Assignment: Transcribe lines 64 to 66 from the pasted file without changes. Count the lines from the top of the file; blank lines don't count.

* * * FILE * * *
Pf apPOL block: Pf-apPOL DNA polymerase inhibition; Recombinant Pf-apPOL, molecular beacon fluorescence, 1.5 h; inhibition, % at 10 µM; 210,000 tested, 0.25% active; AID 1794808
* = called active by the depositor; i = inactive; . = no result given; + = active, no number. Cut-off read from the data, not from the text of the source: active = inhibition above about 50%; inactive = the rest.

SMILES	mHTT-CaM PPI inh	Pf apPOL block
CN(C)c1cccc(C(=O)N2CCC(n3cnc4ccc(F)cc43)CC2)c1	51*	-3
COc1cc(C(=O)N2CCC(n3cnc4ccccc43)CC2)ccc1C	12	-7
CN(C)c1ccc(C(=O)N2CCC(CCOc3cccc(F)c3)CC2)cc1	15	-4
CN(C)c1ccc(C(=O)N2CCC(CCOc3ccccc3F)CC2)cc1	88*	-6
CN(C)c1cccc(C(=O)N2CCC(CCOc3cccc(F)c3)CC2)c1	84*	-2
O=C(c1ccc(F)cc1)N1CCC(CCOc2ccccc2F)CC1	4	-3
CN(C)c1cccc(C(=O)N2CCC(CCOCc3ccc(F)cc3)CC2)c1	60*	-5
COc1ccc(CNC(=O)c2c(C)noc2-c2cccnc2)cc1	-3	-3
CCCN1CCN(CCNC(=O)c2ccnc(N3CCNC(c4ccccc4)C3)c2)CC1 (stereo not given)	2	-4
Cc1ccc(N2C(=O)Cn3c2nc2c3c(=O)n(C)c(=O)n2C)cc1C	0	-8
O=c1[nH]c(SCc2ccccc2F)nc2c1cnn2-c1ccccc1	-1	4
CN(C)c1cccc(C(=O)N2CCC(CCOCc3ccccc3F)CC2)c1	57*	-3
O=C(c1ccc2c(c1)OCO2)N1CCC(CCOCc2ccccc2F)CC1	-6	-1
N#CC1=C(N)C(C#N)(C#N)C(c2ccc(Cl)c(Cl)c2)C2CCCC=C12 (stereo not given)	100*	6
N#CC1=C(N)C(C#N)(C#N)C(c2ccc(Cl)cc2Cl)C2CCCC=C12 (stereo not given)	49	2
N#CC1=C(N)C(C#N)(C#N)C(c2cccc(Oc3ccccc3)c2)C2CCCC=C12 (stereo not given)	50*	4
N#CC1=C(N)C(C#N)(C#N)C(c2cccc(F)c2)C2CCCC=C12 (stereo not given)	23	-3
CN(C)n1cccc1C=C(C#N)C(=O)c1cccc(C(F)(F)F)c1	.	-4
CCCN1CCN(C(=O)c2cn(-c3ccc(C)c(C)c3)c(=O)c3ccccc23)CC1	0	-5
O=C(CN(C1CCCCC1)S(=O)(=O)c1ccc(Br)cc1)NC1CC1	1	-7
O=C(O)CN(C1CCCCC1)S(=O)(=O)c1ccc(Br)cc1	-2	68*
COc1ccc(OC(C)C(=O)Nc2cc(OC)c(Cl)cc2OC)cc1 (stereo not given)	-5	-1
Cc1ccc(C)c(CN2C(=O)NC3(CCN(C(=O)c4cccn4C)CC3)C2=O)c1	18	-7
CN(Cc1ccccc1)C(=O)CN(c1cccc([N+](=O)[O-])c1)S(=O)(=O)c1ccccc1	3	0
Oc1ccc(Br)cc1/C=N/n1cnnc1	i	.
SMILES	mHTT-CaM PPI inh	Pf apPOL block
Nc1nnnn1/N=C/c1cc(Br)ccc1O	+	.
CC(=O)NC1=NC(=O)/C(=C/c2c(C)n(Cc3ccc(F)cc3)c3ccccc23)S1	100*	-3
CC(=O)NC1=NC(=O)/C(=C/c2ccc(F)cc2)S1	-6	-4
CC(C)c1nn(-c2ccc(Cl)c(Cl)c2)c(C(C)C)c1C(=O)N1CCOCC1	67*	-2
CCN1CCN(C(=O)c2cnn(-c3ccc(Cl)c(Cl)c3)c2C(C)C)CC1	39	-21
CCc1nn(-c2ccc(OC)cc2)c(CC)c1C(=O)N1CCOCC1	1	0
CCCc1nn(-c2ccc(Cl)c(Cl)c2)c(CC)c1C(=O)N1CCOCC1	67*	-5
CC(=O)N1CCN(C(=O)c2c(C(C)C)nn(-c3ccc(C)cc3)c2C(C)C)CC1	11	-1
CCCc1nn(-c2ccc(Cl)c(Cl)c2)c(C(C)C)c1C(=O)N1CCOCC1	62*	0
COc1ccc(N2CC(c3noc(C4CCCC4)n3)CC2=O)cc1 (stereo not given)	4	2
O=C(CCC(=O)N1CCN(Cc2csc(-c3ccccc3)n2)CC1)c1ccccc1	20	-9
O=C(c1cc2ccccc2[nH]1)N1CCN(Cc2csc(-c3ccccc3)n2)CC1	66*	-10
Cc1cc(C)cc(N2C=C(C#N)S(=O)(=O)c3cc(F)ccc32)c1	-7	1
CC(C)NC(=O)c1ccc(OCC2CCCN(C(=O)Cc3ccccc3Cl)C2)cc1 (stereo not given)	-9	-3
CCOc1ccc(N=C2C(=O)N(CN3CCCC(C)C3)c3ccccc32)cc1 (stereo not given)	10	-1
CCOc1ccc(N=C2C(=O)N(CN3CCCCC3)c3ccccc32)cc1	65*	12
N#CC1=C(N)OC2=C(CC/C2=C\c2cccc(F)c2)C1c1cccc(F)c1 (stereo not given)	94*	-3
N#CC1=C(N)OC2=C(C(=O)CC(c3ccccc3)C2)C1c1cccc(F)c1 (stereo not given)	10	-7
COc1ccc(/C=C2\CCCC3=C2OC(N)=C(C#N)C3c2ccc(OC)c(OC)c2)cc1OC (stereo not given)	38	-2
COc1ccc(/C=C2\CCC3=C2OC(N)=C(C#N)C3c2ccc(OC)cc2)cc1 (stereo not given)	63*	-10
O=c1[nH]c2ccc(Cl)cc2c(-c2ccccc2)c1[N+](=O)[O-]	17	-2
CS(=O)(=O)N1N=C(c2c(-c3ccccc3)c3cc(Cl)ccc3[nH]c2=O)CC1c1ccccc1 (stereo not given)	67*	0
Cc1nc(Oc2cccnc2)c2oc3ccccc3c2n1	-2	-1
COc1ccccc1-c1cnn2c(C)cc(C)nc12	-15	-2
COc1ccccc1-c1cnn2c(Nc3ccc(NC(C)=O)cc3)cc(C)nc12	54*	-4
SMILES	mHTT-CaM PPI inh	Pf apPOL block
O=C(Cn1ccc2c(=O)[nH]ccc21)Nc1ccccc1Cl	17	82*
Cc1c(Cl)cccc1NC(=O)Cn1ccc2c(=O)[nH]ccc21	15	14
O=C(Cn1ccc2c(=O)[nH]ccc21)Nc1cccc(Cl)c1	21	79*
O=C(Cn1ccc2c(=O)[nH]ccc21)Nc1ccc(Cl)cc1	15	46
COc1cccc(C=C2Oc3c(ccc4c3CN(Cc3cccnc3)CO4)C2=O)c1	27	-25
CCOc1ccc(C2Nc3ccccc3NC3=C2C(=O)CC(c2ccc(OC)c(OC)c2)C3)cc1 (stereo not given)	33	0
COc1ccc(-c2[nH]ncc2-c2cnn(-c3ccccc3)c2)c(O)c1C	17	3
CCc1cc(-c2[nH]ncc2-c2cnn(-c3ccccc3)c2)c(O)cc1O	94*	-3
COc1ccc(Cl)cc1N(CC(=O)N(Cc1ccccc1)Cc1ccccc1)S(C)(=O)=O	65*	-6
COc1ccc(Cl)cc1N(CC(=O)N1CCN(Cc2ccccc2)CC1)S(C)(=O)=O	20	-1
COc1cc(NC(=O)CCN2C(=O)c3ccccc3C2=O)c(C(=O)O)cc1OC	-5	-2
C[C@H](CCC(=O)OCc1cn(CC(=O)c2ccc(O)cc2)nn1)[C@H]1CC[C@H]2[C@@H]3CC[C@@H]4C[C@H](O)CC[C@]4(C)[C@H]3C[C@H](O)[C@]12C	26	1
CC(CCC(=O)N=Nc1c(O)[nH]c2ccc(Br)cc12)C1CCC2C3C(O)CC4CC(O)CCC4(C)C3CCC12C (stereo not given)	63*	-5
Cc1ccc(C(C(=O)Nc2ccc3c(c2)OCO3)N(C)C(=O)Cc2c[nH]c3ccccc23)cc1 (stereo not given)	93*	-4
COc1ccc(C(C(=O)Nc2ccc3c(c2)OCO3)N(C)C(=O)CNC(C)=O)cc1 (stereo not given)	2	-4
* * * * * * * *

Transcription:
COc1ccc(Cl)cc1N(CC(=O)N(Cc1ccccc1)Cc1ccccc1)S(C)(=O)=O	65*	-6
COc1ccc(Cl)cc1N(CC(=O)N1CCN(Cc2ccccc2)CC1)S(C)(=O)=O	20	-1
COc1cc(NC(=O)CCN2C(=O)c3ccccc3C2=O)c(C(=O)O)cc1OC	-5	-2